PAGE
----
Category: Rewrite

The Life of Objects in Gabriela and The Widow

This essay first appeared on Andrea Buginsky’s andisrealm as part of the blog tour organized by Virginia Grenier of World of Ink to promote Gabriela and The Widow. The link to the original posting is this url: Objects and Sentiment in Gabriela and The Widow  Objects in Gabriela and The Widow To write Gabriela and The Widow I started with the idea that one character, Gabriela, was thin, while the other, The Widow, was thick. What I would like to lay out is a study of the way I use “objects” in this novel to build both emotional attachments between characters and to push the story line along to its conclusion.  This is a preliminary working of the topic which developed more in the course of writing the novel. By focusing on the objects in a story and their relationship to character, you can go deeper into the emotional reality associated with objects. In this, fictional characters share an aspect of the sentimental life of people and that helps to make them whole. Step One: Emotional Attachment to objects. The main object in Gabriela and The Widow is the List that Gabriela has to keep for La Viuda. Boxes: carved, painted, decorated, engraved, different kinds of wood, metal. Each box comes and goes in the story: some days, La Viuda wants to examine the painted box with photos, other...

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Who Do You Listen To?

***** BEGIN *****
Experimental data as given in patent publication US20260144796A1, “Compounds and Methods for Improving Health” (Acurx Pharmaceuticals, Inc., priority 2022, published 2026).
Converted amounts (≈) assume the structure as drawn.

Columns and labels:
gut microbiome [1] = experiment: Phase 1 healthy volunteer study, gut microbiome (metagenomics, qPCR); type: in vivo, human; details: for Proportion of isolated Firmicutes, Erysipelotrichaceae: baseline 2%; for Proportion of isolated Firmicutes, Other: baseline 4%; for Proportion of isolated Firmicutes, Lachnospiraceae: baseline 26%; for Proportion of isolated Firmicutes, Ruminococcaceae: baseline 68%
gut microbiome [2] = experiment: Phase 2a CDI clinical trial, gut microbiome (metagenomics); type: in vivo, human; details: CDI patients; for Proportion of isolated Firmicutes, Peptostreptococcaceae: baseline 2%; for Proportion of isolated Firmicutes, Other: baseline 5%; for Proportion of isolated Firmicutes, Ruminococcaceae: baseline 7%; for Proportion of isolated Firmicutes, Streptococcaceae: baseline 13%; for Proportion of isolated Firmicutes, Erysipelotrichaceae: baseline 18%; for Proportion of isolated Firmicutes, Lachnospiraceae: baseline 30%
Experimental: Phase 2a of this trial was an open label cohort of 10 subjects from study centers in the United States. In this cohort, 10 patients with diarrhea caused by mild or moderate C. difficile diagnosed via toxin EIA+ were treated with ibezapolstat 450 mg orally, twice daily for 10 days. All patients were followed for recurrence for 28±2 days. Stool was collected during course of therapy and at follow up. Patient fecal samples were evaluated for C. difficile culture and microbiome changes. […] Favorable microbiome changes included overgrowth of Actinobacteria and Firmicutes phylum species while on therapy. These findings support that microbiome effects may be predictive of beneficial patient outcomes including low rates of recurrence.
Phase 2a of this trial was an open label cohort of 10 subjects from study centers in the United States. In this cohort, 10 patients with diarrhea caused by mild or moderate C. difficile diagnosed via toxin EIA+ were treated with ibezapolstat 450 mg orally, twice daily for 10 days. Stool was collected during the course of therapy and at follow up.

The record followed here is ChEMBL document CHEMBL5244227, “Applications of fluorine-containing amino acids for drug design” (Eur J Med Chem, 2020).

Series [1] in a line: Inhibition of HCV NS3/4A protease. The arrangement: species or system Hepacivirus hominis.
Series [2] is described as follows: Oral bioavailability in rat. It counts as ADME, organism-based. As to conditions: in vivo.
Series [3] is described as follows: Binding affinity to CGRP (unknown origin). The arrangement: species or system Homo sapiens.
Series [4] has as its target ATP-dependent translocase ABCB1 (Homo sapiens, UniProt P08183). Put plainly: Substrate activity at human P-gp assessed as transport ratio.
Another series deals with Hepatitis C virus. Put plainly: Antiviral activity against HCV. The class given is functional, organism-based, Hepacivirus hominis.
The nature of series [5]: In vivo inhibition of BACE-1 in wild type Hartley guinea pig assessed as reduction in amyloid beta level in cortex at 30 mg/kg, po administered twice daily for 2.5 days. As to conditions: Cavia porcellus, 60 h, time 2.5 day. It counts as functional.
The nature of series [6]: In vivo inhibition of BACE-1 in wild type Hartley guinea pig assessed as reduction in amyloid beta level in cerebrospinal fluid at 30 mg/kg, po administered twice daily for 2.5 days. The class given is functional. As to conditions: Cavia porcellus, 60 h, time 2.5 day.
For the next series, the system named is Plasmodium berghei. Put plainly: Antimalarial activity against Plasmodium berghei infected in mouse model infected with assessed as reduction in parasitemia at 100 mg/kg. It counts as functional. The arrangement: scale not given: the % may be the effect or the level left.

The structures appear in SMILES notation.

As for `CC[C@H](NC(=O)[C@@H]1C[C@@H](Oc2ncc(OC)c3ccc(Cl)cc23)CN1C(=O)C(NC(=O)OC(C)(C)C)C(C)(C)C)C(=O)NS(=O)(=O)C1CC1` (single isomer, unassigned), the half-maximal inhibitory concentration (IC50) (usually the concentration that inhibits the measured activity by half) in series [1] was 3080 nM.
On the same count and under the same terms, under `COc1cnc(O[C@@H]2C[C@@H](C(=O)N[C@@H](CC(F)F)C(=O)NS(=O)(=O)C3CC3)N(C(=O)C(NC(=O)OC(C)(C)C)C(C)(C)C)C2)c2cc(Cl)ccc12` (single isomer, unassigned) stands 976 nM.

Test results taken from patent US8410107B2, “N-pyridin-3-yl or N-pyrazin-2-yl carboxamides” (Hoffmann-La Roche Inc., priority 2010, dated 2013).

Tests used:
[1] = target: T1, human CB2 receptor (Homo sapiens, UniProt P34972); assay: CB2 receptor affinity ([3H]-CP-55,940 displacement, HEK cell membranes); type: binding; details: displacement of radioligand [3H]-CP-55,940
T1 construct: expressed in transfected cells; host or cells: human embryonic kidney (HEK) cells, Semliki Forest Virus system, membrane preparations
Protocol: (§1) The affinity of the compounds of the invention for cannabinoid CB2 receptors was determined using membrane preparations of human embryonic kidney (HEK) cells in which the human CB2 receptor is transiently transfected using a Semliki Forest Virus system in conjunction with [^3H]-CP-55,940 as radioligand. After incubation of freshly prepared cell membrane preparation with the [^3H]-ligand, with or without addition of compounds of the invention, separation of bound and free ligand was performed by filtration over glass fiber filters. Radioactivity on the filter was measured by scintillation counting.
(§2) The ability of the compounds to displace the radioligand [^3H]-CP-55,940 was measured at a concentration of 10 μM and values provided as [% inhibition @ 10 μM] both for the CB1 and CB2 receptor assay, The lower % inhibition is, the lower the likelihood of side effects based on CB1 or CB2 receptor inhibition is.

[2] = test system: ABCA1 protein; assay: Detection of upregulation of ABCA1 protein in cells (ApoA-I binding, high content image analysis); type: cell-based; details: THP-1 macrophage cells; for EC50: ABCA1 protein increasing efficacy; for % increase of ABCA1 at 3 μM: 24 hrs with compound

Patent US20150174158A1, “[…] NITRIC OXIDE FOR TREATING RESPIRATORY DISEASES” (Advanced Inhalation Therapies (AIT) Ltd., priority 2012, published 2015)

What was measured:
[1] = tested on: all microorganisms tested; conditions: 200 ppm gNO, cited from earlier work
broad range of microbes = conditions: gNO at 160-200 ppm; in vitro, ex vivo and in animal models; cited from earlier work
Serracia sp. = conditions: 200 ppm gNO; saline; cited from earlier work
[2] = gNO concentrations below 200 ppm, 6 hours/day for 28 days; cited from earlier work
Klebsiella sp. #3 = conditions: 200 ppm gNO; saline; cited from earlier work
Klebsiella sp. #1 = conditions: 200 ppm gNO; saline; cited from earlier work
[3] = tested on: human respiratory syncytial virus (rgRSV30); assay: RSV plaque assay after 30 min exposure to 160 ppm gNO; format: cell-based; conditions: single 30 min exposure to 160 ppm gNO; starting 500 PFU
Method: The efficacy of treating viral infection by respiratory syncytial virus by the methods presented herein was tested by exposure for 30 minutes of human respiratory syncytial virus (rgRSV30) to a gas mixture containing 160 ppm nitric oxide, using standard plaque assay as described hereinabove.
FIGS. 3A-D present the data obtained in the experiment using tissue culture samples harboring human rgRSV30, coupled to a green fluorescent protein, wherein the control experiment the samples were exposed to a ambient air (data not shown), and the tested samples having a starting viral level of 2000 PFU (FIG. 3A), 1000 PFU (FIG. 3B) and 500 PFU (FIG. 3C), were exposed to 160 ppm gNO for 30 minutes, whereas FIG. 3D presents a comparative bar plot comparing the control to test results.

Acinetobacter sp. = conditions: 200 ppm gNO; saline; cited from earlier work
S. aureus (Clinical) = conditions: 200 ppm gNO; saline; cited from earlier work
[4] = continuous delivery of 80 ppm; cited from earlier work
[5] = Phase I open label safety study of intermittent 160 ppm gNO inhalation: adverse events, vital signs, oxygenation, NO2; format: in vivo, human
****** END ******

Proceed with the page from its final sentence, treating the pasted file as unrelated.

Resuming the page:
Who Do You Listen To? After I came across a very brave and unique novel titled: Taliban Escape by Aabra  which was reviewed in The Dark Phantom Review, I remembered an exchange I had with a fellow writer and former student. I want to post it here for anyone visiting this blog as a reminder of why we write: Writer: I’m trying hard to maintain the last bit of writing advice you provided, “write what you want, the way you want.” That’s hard, especially with two friends criticizing it. Right now, if I take them seriously, I need to go back and almost start over with my work-in-progress.” JR: Yes, that’s a tough one. One short answer is to listen but choose what to change if anything. The way I see it, we have this ideal story in our heads. It’s endless, but when you write, the readers plug in what you write and if it doesn’t connect somewhere to the universal story, they get this disjunction and their pencils move. What that gives us then is the issue of who’s doing the writing. But even deeper is the question of vision–-readers want you to tell them the story they want to hear. It’s your job to tell them a story they’ve never heard. If you can’t get past the universal, then you add nothing to the inventory of...

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©2010-2017 Jack Remick, Robert J. Ray. All rights Reserved. Unauthorized use and/or duplication of this material, including text and images, without express and written permission from this blog’s author and/or owner is strictly prohibited. Short excerpts and links may be used, provided that full and clear credit is given to Jack Remick and Robert J. Ray and "Bob and Jacks Writing Blog" with appropriate and specific direction to the original content.